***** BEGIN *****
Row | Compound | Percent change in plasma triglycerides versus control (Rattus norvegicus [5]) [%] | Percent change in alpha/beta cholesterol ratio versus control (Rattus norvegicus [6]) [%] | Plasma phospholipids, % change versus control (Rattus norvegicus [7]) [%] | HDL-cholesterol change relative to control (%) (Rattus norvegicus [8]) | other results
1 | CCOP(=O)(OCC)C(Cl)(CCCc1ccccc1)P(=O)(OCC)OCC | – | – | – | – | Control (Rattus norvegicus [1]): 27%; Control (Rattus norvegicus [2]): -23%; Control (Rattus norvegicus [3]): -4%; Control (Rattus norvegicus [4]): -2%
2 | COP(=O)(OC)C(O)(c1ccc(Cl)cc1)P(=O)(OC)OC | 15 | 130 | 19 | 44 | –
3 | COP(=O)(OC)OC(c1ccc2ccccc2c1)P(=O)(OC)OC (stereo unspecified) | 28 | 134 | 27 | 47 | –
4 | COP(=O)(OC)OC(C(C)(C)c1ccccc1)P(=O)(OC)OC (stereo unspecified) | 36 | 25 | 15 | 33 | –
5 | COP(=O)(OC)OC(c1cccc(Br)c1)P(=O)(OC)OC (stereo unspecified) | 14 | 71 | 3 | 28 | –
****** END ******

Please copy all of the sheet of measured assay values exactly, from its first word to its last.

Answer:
Row | Compound | Percent change in plasma triglycerides versus control (Rattus norvegicus [5]) [%] | Percent change in alpha/beta cholesterol ratio versus control (Rattus norvegicus [6]) [%] | Plasma phospholipids, % change versus control (Rattus norvegicus [7]) [%] | HDL-cholesterol change relative to control (%) (Rattus norvegicus [8]) | other results
1 | CCOP(=O)(OCC)C(Cl)(CCCc1ccccc1)P(=O)(OCC)OCC | – | – | – | – | Control (Rattus norvegicus [1]): 27%; Control (Rattus norvegicus [2]): -23%; Control (Rattus norvegicus [3]): -4%; Control (Rattus norvegicus [4]): -2%
2 | COP(=O)(OC)C(O)(c1ccc(Cl)cc1)P(=O)(OC)OC | 15 | 130 | 19 | 44 | –
3 | COP(=O)(OC)OC(c1ccc2ccccc2c1)P(=O)(OC)OC (stereo unspecified) | 28 | 134 | 27 | 47 | –
4 | COP(=O)(OC)OC(C(C)(C)c1ccccc1)P(=O)(OC)OC (stereo unspecified) | 36 | 25 | 15 | 33 | –
5 | COP(=O)(OC)OC(c1cccc(Br)c1)P(=O)(OC)OC (stereo unspecified) | 14 | 71 | 3 | 28 | –